Riebeeck Square to Lion Battery - 5min
Turn left back onto Buitengracht. After 500m turn right into Bloem Street (signed for Noon Gun) and immediately left into Jordaan. The road curves right twice, then at about 1km turn left into Whitford, which becomes Military Road. Keep straight to the battery at just over 2km.
Garbage and graffiti make the route to the battery look dodgy, but proceed in good faith. You'll be rewarded by gorgeous views of the City Bowl, and a living piece of history. There are several guns up here - 21-gun salutes to visiting ships erupt from this battery - but the 18-pounder Noon Gun tops them all (there are actually two, used alternately, and both are loaded in case one misfires). They were originally fired so that ships in the bay could synchronise their chronometers, and now... well, because we like it. The tradition goes back to 1806 - they've been fired every day (except Sundays), so they're now well past 62 000 bangs. You can watch them being loaded - with 1.5 kilograms of gun powder in cloth bags - then join the countdown. Blocking your ears is highly recommended.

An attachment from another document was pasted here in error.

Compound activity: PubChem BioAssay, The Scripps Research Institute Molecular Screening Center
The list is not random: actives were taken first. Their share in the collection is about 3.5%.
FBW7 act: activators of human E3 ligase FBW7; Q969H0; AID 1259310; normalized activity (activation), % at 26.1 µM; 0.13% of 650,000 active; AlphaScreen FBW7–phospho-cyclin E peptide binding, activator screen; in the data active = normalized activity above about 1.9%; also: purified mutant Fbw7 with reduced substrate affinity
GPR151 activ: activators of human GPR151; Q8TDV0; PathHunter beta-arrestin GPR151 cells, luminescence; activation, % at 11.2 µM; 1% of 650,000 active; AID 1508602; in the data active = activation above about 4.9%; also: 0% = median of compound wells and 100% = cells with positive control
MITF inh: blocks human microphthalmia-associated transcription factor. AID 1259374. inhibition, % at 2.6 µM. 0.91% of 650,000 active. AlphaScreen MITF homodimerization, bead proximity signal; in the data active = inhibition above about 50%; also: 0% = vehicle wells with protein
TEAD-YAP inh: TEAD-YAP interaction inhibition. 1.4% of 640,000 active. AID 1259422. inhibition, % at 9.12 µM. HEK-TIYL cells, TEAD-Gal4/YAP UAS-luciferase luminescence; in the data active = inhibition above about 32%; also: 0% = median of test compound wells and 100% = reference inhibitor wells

Lion Battery to Signal Hill view-site - 15min
Retrace the route from the battery. Keep straight down Whitford Road at 1.2km. Turn left at the bottom, then right and right again into Buitengracht. Follow M62 Camps Bay and brown cableway signs to the intersection at 4.5km. Turn right into Signal Hill Drive and follow it to the parking area.
Mind the tour buses that toil along this road and tend to park rather awkwardly on the corners, but they're also enjoying the awesome views of the City Bowl hugged by Table Mountain, and round to Robben Island, Sea Point and Green Point, with the Atlantic Ocean sparkling to the horizon. And now, if you don't feel you're high enough already - prepare to fly...
Signal Hill to Table Mountain Lower Cableway - 5min
Leave the viewsite and return to intersection. Go 'straight' across to Tafelberg Road, which winds up to the Lower Cable Station at 4km.